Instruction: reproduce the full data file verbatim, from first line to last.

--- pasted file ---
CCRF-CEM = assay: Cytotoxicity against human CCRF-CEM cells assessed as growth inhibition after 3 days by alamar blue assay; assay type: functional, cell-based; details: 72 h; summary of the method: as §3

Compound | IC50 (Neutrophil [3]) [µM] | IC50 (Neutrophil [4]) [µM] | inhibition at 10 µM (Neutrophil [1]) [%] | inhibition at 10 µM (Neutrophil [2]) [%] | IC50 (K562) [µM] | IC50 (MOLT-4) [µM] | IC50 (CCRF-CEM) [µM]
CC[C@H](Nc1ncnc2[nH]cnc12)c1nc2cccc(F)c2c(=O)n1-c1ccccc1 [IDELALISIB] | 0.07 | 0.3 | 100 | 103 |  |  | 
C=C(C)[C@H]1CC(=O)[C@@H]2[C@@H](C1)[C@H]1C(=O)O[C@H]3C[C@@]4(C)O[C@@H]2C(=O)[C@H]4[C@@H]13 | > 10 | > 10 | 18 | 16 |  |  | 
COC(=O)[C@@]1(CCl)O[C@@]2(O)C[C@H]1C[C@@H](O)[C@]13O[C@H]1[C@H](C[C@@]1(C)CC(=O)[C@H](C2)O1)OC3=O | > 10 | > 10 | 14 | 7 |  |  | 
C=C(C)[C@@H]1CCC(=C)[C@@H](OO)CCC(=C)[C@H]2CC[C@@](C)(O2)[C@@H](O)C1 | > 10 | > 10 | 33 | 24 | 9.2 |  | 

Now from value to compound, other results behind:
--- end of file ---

CCRF-CEM = assay: Cytotoxicity against human CCRF-CEM cells assessed as growth inhibition after 3 days by alamar blue assay; assay type: functional, cell-based; details: 72 h; summary of the method: as §3

Compound | IC50 (Neutrophil [3]) [µM] | IC50 (Neutrophil [4]) [µM] | inhibition at 10 µM (Neutrophil [1]) [%] | inhibition at 10 µM (Neutrophil [2]) [%] | IC50 (K562) [µM] | IC50 (MOLT-4) [µM] | IC50 (CCRF-CEM) [µM]
CC[C@H](Nc1ncnc2[nH]cnc12)c1nc2cccc(F)c2c(=O)n1-c1ccccc1 [IDELALISIB] | 0.07 | 0.3 | 100 | 103 |  |  | 
C=C(C)[C@H]1CC(=O)[C@@H]2[C@@H](C1)[C@H]1C(=O)O[C@H]3C[C@@]4(C)O[C@@H]2C(=O)[C@H]4[C@@H]13 | > 10 | > 10 | 18 | 16 |  |  | 
COC(=O)[C@@]1(CCl)O[C@@]2(O)C[C@H]1C[C@@H](O)[C@]13O[C@H]1[C@H](C[C@@]1(C)CC(=O)[C@H](C2)O1)OC3=O | > 10 | > 10 | 14 | 7 |  |  | 
C=C(C)[C@@H]1CCC(=C)[C@@H](OO)CCC(=C)[C@H]2CC[C@@](C)(O2)[C@@H](O)C1 | > 10 | > 10 | 33 | 24 | 9.2 |  | 

Now from value to compound, other results behind: